‘Ghost Gun’ Used in Deadly LA-Area High School Shooting, Police Say

LOS ANGELES (CN) – When 16-year-old Nathaniel Tennosuke Berhow shot his classmates at Saugus High School in California on Nov. 14, he used a gun that was not made through conventional means and was not registered, law enforcement revealed Thursday.

Investigators search Saugus High School in Los Angeles County on Nov. 14, 2019, after a 16-year-old student shot five of his classmates with a handgun before shooting himself. (Photo by NATHAN SOLIS/Courthouse News Service)

The handgun used in the deadly shooting was put together by “kit parts” and not purchased from a gun manufacturer, the Los Angeles County Sheriff’s Department said.

Federal investigators say gun parts purchased online are difficult to trace and have been referred colloquially by the media as “ghost guns” as they can be assembled by individuals with blueprints downloaded online. The gun Berhow used to kill two students and then himself did not have a serial number.

“We have no evidence to indicate who assembled it or bought the components,” said the sheriff’s department. The gun was put together by an individual and not a conventional gun manufacturer and investigators are trying to determine who built the .45-caliber handgun Berhow used.

Gracie Muehlberger, 15, and Dominic Blackwell, 14, were killed after Berhow walked into his school’s outdoor quad shortly after 7:30 a.m. on his 16th birthday, pulled out the handgun from his backpack and began firing at his classmates. In total, Berhow shot five students and then he shot himself in the head. He died the following day at a local hospital.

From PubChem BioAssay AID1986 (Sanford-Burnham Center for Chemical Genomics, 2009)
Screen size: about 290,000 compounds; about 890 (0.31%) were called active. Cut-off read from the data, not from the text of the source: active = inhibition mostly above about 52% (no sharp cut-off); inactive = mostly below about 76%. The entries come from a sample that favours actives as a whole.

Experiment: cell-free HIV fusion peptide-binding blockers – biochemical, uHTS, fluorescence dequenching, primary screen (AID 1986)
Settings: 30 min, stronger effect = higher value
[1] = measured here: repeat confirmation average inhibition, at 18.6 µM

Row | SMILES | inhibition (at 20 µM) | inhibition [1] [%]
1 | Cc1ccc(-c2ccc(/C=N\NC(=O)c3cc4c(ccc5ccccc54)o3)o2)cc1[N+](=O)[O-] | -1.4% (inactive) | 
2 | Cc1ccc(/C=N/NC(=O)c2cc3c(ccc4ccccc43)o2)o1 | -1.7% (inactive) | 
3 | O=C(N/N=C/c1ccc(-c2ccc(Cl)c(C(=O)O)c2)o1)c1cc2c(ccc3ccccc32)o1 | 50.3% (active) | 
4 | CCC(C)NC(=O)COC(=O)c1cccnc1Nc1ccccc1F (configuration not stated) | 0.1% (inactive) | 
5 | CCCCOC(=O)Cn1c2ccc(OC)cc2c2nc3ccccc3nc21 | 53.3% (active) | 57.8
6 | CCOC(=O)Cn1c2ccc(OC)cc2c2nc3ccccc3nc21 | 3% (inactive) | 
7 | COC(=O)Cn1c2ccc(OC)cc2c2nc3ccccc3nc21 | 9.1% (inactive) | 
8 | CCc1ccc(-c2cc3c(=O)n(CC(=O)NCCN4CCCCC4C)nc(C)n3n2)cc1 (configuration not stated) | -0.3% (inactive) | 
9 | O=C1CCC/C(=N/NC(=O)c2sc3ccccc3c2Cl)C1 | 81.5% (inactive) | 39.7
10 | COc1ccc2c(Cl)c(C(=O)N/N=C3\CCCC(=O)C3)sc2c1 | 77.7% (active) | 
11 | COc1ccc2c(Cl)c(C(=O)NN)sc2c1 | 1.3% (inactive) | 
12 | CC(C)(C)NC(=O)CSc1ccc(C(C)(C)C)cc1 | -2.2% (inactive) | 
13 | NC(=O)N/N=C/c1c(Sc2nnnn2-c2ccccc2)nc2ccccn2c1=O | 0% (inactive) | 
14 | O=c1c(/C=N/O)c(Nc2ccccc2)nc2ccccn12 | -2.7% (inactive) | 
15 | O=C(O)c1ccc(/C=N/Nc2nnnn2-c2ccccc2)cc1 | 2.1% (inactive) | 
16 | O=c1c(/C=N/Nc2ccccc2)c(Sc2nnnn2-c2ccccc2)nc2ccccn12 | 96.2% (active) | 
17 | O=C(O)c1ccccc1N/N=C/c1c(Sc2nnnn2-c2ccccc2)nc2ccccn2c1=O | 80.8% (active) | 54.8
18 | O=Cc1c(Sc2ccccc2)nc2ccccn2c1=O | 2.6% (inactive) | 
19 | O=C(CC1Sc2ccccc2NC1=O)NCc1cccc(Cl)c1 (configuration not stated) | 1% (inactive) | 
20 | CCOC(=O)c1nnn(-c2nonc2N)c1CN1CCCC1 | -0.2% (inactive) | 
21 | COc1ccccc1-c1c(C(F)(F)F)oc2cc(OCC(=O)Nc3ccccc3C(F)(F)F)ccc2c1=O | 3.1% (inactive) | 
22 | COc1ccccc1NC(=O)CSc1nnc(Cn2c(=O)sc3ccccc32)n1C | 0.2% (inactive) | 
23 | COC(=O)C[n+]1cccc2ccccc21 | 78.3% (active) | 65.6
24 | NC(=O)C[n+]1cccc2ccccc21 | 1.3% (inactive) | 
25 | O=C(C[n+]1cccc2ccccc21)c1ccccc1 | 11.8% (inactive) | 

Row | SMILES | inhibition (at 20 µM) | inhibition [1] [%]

According to surveillance footage, Berhow appeared to be counting his rounds as fired at his classmates. He did not move from his position or chase anyone down, said LA County Sheriff Alex Villanueva.

“Based on the totality of the circumstances, the way he was firing his weapon, he was counting his rounds, it appeared he knew exactly what he had. Bringing that weapon on campus to begin with, it wasn’t a spur of the moment act,” said Villanueva. “As far as we know, the actual targets were at random.”

Investigators said the entire incident took about 16 seconds from when the first shot was fired.

Investigators have found no clear motive for the shooting. Villanueva said the leadup to the shooting was completely random and Berhow’s mother even packed corn dogs, grapes and cookies for her son’s lunch that day.

Investigators are also working to unlock the teen’s cellphone.

Federal agents found six guns registered to Berhow’s late father at his home as well as others that were not registered. Whether the gun used in the shooting had belonged to Berhow’s father is unclear at this time.

“What we don’t know is what the deceased father did,” said Villanueva. “The mystery is who assembled what.”

Constitutional law professor Adam Winkler from UCLA calls “ghost guns” a growing phenomenon, the firearms equivalent of dark money which is nearly impossible to trace.

“They create another big loophole area in our already loophole-riddled gun laws,” Winkler said in an interview.

Gun enthusiasts who build guns from kits purchased online or at trade shows are much more common. Winkler likened it to building a car from a kit.

“It’s perfectly legal to make these kit guns. That’s why it’s become so popular,” says Winkler.

The terminology behind the homemade gun market can extend to 3D-printed gun parts or DIY 80% lower firearm builds – that skirts the federal definition of what is legally considered a gun and can be purchased from retailers. The rest of the gun is put together by the hobbyist with easy-to-use instructions.

“These days more and more people are building,” Winkler said.

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